Floating Islands of Lake Titicaca

The floating islands of Uros in Lake Titicaca are a great place to visit.

On the southern highlands bordering Peru and Bolivia there is a famous lake, Lake Titicaca. It is 285 meters deep and has a surface area of 8,300 square kilometers. It is one of the biggest lakes in South America and the highest navigable lake in the world.

Lake Titicaca houses many animals such as trout, kingfish and other native fish, ducks, geese, flamingos, Andean ibis, seagulls, and many llamas. It is the ancient territory of the Incans who believed that the sun god sent down his son and daughter to make the lake which they then walked out of. But despite all that it’s mostly famous for its floating islands.

The floating islands of Uros are made from tortora reeds which grow abundantly in the lake. The islands are created by first cutting (with a saw) a chunk of matted roots of the reeds from the coastal areas of the lake. The massive chunk of roots is then dragged to where the new island will be and is anchored in place with up to ten anchors, depending on the size of the island.

Once they have the base of their new island in place, the inhabitants pile up layer after layer of fresh reeds on top. The matted base is approximately one meter thick, and they pile up to three meters of fresh reeds on top. Once the island has been built up sufficiently, they can build their house and other structures from yet more reeds. Depending on the size of the island, there may be from one to seven families living on it.

When storms come, wind pulls out the anchors and the islands drift off to one side or the other. After the storm has passed, the people tie the island to boats and drag it back in place before re-anchoring it to the lake bottom.

For cooking, the local people have discovered a way to protect their island from burning: build their fire on rocks or matted roots/mud. They build up a few layers of protection under their cooking area and then don’t have to worry about burning the reeds of the island.

The Uros people dress in brightly colored skirts and jackets. They encourage tourists to visit their islands as one of their main sources of income is from the sale of their handicrafts.

It is said the floating islands have been around for hundreds of years. In the beginning, people built the islands and lived on the lake in order to escape payment of taxes to the Incan empire. Now, many generations have grown up in the islands and know no other life. There are schools and clinics on the islands.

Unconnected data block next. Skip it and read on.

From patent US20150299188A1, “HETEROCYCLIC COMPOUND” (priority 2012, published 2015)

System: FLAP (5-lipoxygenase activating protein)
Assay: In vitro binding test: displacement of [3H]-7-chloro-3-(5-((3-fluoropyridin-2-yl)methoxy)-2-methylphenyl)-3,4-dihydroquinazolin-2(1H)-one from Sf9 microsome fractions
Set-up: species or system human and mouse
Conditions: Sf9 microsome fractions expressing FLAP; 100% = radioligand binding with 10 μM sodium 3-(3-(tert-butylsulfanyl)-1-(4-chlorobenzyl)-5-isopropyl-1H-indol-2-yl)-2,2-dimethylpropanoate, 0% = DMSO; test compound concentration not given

The floating islands of Uros can easily be visited as a day trip from Puno, Peru.

 

The women of Uros wear traditional clothing in bright colors.
Their homes are completely made of tortoro reeds.
Tourism is one of their main sources of revenue, so they welcome boats of tourists to the island.
The women sell their handicrafts to tourists.
The floating islands are actually floating in Lake Titicaca and are anchored into position.
The base of each island is a massive block of matted roots from the reeds. On top of that they pile layer upon layer of fresh reeds.
Life on the floating islands is harsh – weather and lack of natural resources make life challenging.
Some of the islands have small solar panels to provide electricity for a television.
To cook, they pile up layers of matted roots in order to protect the reeds of the island from burning.

books by Nancy Sathre-Vogel

About Nancy Sathre-Vogel

After 21 years as a classroom teacher, Nancy Sathre-Vogel finally woke up and realized that life was too short to spend it all with other people's kids. She and her husband quit their jobs and, together with their twin sons, climbed aboard bicycles to see the world. They enjoyed four years cycling as a family - three of them riding from Alaska to Argentina and one exploring the USA and Mexico. Now they are back in Idaho, putting down roots, enjoying life at home, and living a different type of adventure. It's a fairly sure bet that you'll find her either writing on her computer or creating fantastical pieces with the beads she's collected all over the world.

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